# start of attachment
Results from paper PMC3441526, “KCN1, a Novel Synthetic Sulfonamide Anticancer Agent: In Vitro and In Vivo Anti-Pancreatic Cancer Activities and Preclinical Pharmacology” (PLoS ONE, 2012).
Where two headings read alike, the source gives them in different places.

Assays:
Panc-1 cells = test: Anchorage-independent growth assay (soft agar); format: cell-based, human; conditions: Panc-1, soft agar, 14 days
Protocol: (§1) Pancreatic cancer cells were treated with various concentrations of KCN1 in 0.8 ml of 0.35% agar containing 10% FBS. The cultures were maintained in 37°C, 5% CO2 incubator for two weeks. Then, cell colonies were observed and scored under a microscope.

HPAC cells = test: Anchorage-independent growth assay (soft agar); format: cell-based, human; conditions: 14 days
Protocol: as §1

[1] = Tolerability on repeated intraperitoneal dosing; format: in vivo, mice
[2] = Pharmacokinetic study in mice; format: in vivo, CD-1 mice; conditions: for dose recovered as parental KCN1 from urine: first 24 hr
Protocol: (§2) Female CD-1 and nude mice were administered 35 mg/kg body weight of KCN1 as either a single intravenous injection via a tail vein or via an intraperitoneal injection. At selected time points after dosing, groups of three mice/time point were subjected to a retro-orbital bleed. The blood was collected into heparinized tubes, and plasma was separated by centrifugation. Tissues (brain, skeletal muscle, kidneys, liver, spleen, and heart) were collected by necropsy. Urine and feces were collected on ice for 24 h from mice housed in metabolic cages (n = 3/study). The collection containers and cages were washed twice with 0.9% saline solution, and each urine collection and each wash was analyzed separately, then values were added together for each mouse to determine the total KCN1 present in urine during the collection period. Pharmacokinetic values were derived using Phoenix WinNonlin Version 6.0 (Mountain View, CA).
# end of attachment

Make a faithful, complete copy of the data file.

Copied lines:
Results from paper PMC3441526, “KCN1, a Novel Synthetic Sulfonamide Anticancer Agent: In Vitro and In Vivo Anti-Pancreatic Cancer Activities and Preclinical Pharmacology” (PLoS ONE, 2012).
Where two headings read alike, the source gives them in different places.

Assays:
Panc-1 cells = test: Anchorage-independent growth assay (soft agar); format: cell-based, human; conditions: Panc-1, soft agar, 14 days
Protocol: (§1) Pancreatic cancer cells were treated with various concentrations of KCN1 in 0.8 ml of 0.35% agar containing 10% FBS. The cultures were maintained in 37°C, 5% CO2 incubator for two weeks. Then, cell colonies were observed and scored under a microscope.

HPAC cells = test: Anchorage-independent growth assay (soft agar); format: cell-based, human; conditions: 14 days
Protocol: as §1

[1] = Tolerability on repeated intraperitoneal dosing; format: in vivo, mice
[2] = Pharmacokinetic study in mice; format: in vivo, CD-1 mice; conditions: for dose recovered as parental KCN1 from urine: first 24 hr
Protocol: (§2) Female CD-1 and nude mice were administered 35 mg/kg body weight of KCN1 as either a single intravenous injection via a tail vein or via an intraperitoneal injection. At selected time points after dosing, groups of three mice/time point were subjected to a retro-orbital bleed. The blood was collected into heparinized tubes, and plasma was separated by centrifugation. Tissues (brain, skeletal muscle, kidneys, liver, spleen, and heart) were collected by necropsy. Urine and feces were collected on ice for 24 h from mice housed in metabolic cages (n = 3/study). The collection containers and cages were washed twice with 0.9% saline solution, and each urine collection and each wash was analyzed separately, then values were added together for each mouse to determine the total KCN1 present in urine during the collection period. Pharmacokinetic values were derived using Phoenix WinNonlin Version 6.0 (Mountain View, CA).